Carel Gerretson

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Carel Gerretson in 1939

Doctor Frederik Carel Gerretson (born Kralingen, February 9, 1884 - died Utrecht, October 27, 1958) was a Dutch writer, essayist, historian, and politician.

Early years[edit]

Gerretson was educated in a public elementary school in Rotterdam before continuing his education there and in Amersfoort. He undertook officer training at the Koninklijke Militaire Academie in Breda before switching to academic study at the University of Utrecht, the Solvay Institute of Sociology and the University of Heidelberg.[1]

Academic career[edit]

Gerretson was a professor of colonial history at the University of Utrecht. He was particularly interested in the Dutch colonial experience, especially in the Dutch East Indies. In this area he was involved in a noted academic dispute with the historian Annie Romein-Verschoor over the personality of Jan Pieterszoon Coen. Being a Marxist, Romein-Verschoor characterized Coen as an imperialist. Gerretson, a staunch nationalist and supporter of the empire, argued that Coen should be praised. Gerretson suggested that Coen was not widely appreciated because the Dutch people tend to avoid cult of personality.[2]

Gerretson also published books on a number of books on the petroleum industry, with works such as Geschiedenis der "Koninklijke" and a history of Royal Dutch, before branching out into other areas.[3] Gerretson had been a secretary and board member at Bataafsche Petroleum Maatschappij, a predecessor of Royal Dutch, since 1917.[1] He was awarded the prestigious Constantijn Huygens Prize in 1950 for his writings.[4] He had also written for a number of newspapers and journals including De Groene Amsterdammer, Utrechts Provinciaal en Stedelijk Dagblad, Leeuwarder Courant, Het Vaderland, Nieuwe Rotterdamsche Courant, Algemeen Handelsblad and numerous others.[1]

Using the pseudonym Geerten Gossaert, Gerretson also became noted as a poet with his work De moeder receiving regular reprints. He also published works under the name Arthur Lawick.[5]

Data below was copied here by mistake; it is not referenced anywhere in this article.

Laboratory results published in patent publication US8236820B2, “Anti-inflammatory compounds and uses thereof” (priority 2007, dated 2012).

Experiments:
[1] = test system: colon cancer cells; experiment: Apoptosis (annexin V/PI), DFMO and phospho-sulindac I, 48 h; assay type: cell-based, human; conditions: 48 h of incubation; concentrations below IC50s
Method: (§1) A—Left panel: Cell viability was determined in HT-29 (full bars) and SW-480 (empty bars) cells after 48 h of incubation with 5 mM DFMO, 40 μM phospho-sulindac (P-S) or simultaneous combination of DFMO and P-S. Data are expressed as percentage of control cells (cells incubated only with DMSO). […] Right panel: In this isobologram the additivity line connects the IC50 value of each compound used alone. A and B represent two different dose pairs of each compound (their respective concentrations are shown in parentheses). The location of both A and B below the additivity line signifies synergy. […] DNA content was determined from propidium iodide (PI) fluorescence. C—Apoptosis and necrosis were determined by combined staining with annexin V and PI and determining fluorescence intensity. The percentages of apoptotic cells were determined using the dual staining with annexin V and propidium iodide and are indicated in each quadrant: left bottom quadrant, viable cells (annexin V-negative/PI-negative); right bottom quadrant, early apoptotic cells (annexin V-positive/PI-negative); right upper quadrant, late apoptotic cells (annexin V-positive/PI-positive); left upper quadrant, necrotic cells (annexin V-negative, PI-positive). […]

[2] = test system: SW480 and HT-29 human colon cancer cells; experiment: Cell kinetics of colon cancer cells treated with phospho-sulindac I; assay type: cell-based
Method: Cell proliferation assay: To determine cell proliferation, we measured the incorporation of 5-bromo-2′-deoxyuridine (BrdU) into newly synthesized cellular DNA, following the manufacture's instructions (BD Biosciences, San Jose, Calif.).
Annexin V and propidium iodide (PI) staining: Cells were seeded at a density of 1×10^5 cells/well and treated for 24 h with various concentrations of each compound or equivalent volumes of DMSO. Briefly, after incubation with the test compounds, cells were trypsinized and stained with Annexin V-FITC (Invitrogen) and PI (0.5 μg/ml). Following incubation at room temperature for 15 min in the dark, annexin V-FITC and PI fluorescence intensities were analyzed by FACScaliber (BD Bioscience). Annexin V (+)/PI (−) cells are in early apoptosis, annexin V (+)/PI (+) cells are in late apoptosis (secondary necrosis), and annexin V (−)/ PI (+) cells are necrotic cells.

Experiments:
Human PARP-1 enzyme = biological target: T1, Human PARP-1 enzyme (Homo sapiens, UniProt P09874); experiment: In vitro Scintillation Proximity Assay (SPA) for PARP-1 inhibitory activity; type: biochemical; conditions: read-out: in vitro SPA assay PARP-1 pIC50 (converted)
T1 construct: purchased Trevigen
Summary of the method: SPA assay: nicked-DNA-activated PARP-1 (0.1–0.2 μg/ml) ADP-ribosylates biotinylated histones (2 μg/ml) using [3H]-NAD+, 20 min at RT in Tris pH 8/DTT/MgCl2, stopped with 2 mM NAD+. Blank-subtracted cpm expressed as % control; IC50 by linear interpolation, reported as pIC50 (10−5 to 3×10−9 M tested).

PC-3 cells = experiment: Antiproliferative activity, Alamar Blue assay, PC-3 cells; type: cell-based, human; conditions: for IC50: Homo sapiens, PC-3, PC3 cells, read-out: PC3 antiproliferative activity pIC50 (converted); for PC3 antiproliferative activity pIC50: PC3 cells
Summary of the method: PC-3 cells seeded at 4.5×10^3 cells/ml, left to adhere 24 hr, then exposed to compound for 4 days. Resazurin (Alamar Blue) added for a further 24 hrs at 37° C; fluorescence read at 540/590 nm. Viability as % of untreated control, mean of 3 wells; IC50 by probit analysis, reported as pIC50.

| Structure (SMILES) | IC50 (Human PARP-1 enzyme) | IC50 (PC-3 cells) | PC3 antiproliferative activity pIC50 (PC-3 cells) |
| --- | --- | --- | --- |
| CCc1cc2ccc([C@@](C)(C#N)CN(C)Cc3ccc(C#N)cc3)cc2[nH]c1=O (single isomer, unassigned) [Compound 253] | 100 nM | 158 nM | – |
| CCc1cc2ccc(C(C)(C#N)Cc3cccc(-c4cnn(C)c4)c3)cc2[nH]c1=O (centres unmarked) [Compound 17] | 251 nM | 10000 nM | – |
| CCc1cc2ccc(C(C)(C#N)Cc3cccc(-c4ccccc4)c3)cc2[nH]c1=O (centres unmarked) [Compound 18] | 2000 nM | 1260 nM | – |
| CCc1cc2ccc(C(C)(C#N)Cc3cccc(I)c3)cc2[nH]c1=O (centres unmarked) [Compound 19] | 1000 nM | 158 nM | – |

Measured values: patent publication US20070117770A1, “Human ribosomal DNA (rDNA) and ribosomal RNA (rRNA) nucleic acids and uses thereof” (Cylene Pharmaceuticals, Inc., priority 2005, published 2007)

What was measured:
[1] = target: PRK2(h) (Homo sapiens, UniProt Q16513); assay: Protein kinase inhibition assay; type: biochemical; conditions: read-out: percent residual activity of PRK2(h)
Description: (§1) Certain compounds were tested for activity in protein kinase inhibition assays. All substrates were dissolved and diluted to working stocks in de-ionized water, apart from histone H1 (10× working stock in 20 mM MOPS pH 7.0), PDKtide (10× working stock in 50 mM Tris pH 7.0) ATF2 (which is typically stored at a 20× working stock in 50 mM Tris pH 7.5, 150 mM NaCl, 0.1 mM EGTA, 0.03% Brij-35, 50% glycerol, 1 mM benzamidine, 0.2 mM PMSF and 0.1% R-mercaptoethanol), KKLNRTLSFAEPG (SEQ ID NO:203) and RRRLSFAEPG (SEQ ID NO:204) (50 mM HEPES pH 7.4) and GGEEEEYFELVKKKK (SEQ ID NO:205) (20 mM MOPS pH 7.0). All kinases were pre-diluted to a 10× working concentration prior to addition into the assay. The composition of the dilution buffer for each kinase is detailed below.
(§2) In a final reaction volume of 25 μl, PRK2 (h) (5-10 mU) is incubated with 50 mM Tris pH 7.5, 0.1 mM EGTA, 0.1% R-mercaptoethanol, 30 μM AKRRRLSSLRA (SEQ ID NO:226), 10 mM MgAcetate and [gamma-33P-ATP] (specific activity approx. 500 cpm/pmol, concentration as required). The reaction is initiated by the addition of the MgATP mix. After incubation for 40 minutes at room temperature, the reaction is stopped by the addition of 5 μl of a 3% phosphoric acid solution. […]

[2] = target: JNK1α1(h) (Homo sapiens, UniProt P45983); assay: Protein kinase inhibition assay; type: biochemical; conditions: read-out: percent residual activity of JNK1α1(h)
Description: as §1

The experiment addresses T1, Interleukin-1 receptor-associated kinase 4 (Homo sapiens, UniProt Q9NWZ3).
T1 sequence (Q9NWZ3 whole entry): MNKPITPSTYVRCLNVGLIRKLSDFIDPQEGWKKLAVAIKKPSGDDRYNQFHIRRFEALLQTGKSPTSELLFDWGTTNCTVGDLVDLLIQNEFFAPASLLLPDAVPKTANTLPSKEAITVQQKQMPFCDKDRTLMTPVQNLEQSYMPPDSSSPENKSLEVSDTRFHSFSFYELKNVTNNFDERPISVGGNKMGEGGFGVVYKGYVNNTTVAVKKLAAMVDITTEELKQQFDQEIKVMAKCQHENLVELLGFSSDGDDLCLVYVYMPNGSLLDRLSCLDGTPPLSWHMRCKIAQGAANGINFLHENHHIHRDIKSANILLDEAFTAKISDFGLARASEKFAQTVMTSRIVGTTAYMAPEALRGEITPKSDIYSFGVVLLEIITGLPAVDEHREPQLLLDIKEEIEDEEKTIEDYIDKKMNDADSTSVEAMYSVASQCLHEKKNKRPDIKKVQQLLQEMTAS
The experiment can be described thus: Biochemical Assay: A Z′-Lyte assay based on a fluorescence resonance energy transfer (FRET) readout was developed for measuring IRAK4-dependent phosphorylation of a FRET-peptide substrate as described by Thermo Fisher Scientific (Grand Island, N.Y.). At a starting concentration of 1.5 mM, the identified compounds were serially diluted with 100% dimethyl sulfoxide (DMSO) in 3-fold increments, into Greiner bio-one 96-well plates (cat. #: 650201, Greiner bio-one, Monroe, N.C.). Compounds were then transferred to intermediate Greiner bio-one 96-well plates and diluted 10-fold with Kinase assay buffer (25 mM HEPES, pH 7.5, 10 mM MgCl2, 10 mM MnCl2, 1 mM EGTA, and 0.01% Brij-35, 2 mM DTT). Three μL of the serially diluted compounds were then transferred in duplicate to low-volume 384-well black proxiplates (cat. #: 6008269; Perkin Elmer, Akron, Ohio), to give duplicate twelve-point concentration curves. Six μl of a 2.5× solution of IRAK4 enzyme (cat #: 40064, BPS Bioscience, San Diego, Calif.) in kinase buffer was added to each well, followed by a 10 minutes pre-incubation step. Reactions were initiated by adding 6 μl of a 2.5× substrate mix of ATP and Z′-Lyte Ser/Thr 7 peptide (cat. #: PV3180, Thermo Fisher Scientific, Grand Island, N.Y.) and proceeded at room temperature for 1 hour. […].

Political career[edit]

Gerretson's nationalist principles led him to politics and he initially was associated with the conservative Calvinist Christian Historical Union (CHU) before moving to the fascist politics of the National Union, of which he was one of the founders in 1925. In 1933 he took the leadership of the 'Corporative Concentration', an attempt to unite the Netherlands' divided extreme right spearheaded by Alfred Haighton, although Gerretson proved a divisive leader as he clashed frequently with Jan Baars. As a consequence Baars and his followers left the movement and the General Dutch Fascist League, which was the main entity in the alliance, collapsed, allowing the initiative to pass to Nazi-inclined elements such as the National Socialist Movement in the Netherlands of Anton Mussert and Ernst Herman van Rappard's National Socialist Dutch Workers Party.[6]

Gerretson returned to the CHU and became a leading figure in the party at the head of a pro-colonial faction based in Utrecht. A strong voice on the right of the party, noted for his rhetoric, Gerretson would later become an isolated figure within the CHU.[1] He was elected to the Senate of the States-General of the Netherlands in 1951 for the CHU as a representative for South Holland and served in the first parliamentary commission for foreign policy, where he was in disagreement with the spirit of decolonisation that pervaded in the commission.[1] Gerretson was a CHU candidate in the 1956 general election but lost his Senate seat.[1] He was a policy adviser for the party from 1951 to 1955 and was also a regular contributor to the CHU organ De Nederlander.[1]

References[edit]